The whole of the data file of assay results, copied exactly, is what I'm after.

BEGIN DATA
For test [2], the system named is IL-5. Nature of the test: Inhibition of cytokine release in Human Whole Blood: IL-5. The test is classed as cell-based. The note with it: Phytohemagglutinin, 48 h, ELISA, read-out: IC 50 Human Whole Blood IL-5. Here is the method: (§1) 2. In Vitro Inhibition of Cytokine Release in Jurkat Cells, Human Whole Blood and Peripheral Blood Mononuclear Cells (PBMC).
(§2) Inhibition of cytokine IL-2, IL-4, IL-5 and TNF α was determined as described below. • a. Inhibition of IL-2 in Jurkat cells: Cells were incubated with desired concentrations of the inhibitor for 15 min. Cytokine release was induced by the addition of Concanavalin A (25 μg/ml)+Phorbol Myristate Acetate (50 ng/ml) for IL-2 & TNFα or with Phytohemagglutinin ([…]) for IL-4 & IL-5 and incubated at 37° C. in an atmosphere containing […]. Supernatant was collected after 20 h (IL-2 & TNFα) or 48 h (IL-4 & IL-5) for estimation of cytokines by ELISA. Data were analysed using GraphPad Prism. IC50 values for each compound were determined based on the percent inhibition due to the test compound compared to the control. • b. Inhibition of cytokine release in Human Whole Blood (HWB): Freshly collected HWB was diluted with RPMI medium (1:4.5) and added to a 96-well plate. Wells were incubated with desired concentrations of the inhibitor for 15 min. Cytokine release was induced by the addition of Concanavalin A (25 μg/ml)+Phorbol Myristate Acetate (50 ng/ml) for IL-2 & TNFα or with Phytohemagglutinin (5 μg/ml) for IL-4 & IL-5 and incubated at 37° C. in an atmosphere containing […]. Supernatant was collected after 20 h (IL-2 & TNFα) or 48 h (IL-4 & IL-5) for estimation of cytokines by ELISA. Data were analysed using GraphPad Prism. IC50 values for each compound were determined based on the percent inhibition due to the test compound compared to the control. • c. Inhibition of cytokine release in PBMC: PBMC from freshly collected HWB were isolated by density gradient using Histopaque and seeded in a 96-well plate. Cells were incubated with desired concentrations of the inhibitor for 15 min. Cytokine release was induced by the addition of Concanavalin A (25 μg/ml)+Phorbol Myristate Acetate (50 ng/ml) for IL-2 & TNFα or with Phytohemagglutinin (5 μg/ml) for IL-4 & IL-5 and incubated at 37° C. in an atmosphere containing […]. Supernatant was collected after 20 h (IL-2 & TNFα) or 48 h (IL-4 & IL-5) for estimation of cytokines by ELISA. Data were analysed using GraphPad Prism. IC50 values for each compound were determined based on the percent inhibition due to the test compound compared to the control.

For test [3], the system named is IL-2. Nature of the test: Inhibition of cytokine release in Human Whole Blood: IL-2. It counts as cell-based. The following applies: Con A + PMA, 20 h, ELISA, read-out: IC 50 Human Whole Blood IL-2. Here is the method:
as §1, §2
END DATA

For test [2], the system named is IL-5. Nature of the test: Inhibition of cytokine release in Human Whole Blood: IL-5. The test is classed as cell-based. The note with it: Phytohemagglutinin, 48 h, ELISA, read-out: IC 50 Human Whole Blood IL-5. Here is the method: (§1) 2. In Vitro Inhibition of Cytokine Release in Jurkat Cells, Human Whole Blood and Peripheral Blood Mononuclear Cells (PBMC).
(§2) Inhibition of cytokine IL-2, IL-4, IL-5 and TNF α was determined as described below. • a. Inhibition of IL-2 in Jurkat cells: Cells were incubated with desired concentrations of the inhibitor for 15 min. Cytokine release was induced by the addition of Concanavalin A (25 μg/ml)+Phorbol Myristate Acetate (50 ng/ml) for IL-2 & TNFα or with Phytohemagglutinin ([…]) for IL-4 & IL-5 and incubated at 37° C. in an atmosphere containing […]. Supernatant was collected after 20 h (IL-2 & TNFα) or 48 h (IL-4 & IL-5) for estimation of cytokines by ELISA. Data were analysed using GraphPad Prism. IC50 values for each compound were determined based on the percent inhibition due to the test compound compared to the control. • b. Inhibition of cytokine release in Human Whole Blood (HWB): Freshly collected HWB was diluted with RPMI medium (1:4.5) and added to a 96-well plate. Wells were incubated with desired concentrations of the inhibitor for 15 min. Cytokine release was induced by the addition of Concanavalin A (25 μg/ml)+Phorbol Myristate Acetate (50 ng/ml) for IL-2 & TNFα or with Phytohemagglutinin (5 μg/ml) for IL-4 & IL-5 and incubated at 37° C. in an atmosphere containing […]. Supernatant was collected after 20 h (IL-2 & TNFα) or 48 h (IL-4 & IL-5) for estimation of cytokines by ELISA. Data were analysed using GraphPad Prism. IC50 values for each compound were determined based on the percent inhibition due to the test compound compared to the control. • c. Inhibition of cytokine release in PBMC: PBMC from freshly collected HWB were isolated by density gradient using Histopaque and seeded in a 96-well plate. Cells were incubated with desired concentrations of the inhibitor for 15 min. Cytokine release was induced by the addition of Concanavalin A (25 μg/ml)+Phorbol Myristate Acetate (50 ng/ml) for IL-2 & TNFα or with Phytohemagglutinin (5 μg/ml) for IL-4 & IL-5 and incubated at 37° C. in an atmosphere containing […]. Supernatant was collected after 20 h (IL-2 & TNFα) or 48 h (IL-4 & IL-5) for estimation of cytokines by ELISA. Data were analysed using GraphPad Prism. IC50 values for each compound were determined based on the percent inhibition due to the test compound compared to the control.

For test [3], the system named is IL-2. Nature of the test: Inhibition of cytokine release in Human Whole Blood: IL-2. It counts as cell-based. The following applies: Con A + PMA, 20 h, ELISA, read-out: IC 50 Human Whole Blood IL-2. Here is the method:
as §1, §2